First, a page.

Consider a progressive-die application in which a part had side flanges with two holes that need to line up perfectly for hardware insertion. Conventional thinking would call for a double-acting side cam, an expensive tool, to pierce those holes in those already formed flanges. But what if these holes could be punched in the flat in a previous forming station? In this case, simulation software tested the approach, which entailed cutting the holes and, two stations later, forming those flanges.
Some holes are so closely toleranced that designing that cam into the tool is the only option. But in this case, the simulation process helped prove that the toolmaker could design a tool without the cam and still avoid hole tolerancing problems, which saved significant cash. Simulation helped prove out this idea in advance.
Because simulation allows the experienced tooling engineer to try out multiple approaches to problems, the software can push some unconventional solutions to the footlights.
For instance, one aerospace company was drawing commercially pure titanium. The deep-draw press formed a round blank into a round bowl, and the process wasn’t easy. Being titanium, the blanks had to be placed in the press, formed with the first hit, taken out, annealed, and then formed again. The process was repeated until the deep cup formed completely. Unfortunately, scrap rates remained high as many parts emerged from the process with four small indications, or cracks. And scrapping expensive titanium is never a good thing.
Engineers noticed that scrapped parts had nearly identical defects after the first hit: four vertical cracks that together formed a rectangle. Being titanium, the workpiece was extraordinarily sensitive to any stress concentrations, which meant that any excessive thinning easily could lead to cracking. In this case, those stress concentrations caused the blank, after the first hit, to form into a rectangle instead of a round cup. As thinning ensued and the pressure exceeded the material’s tensile strength, those cracks appeared.
Titanium can cause stress in tooling engineers too. They may dream up myriad ways to fix the problem, but the expense of tryout can be daunting. Here again is where simulation software helped. The software itself didn’t come up with solutions, but it did provide an inexpensive way to prove out those ideas.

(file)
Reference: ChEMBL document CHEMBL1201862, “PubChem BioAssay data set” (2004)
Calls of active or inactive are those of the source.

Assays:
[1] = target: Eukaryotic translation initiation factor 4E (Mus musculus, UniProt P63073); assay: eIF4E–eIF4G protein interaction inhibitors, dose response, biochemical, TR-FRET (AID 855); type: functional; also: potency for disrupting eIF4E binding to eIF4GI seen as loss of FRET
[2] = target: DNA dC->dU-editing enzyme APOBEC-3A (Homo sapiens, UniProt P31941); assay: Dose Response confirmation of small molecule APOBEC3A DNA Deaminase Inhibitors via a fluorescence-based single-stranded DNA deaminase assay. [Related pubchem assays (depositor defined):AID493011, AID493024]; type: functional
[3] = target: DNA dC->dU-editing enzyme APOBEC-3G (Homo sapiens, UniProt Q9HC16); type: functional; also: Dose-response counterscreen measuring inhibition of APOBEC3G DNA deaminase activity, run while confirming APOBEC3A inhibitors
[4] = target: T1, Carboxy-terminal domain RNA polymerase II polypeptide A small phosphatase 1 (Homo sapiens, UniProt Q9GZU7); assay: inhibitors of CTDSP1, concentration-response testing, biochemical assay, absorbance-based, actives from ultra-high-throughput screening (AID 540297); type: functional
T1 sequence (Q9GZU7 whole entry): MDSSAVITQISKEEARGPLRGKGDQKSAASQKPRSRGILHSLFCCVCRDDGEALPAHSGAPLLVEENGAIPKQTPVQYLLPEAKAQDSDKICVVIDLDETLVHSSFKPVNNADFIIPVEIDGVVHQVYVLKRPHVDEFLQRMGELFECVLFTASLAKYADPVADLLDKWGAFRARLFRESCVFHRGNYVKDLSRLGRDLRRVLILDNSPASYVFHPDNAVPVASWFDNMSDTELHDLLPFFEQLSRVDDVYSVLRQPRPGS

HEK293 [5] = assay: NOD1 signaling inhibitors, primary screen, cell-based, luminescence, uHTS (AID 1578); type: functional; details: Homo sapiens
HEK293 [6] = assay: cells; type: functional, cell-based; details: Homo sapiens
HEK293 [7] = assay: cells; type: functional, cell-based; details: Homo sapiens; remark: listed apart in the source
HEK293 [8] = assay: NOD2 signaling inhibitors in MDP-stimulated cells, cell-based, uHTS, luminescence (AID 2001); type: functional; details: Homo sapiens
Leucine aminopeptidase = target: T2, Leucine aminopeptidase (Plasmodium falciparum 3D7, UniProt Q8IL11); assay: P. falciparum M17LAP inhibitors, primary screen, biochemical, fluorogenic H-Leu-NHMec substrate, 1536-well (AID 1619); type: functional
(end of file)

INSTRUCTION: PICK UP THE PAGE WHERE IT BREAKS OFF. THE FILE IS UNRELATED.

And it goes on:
Because the process was so expensive and tedious, engineers were ready to completely retool and start over. But after working with simulation software, they found a simpler solution. What if they simply changed the shape of the blank? Engineers used a laser to cut the blanks anyway, so changing the blank shape only required changing the laser program.
Using simulation, engineers tested various shapes, adding material in some areas, taking it away from others. The solution involved a blank with cut shapes on the areas that previously formed into those four “corners” after the first hit. Only this time, the altered blank geometry could be stamped into a near-perfect spherical cup after the first hit, without excessive thinning. This smooth forming with even pressure had an added benefit: There was less work hardening, meaning engineers actually could eliminate one trip to the annealing ovens. No new tooling or part design changes were required, only a different blank shape.
This shows how simulation can help those with technical know-how come up with an elegant, simple solution. It doesn’t always happen this way. But always, software makes it easier to ask the questions and provides a faster, less expensive way to try out potential solutions—without cutting myriad tools and taking up valuable press time on the floor.
STAMPING Journal® is the only industrial publication dedicated solely to serving the needs of the metal stamping market. In 1987 the American Metal Stamping Association broadened its horizons and renamed itself and its publication, known then as Metal Stamping. Print subscriptions are free to qualified stamping professionals in North America.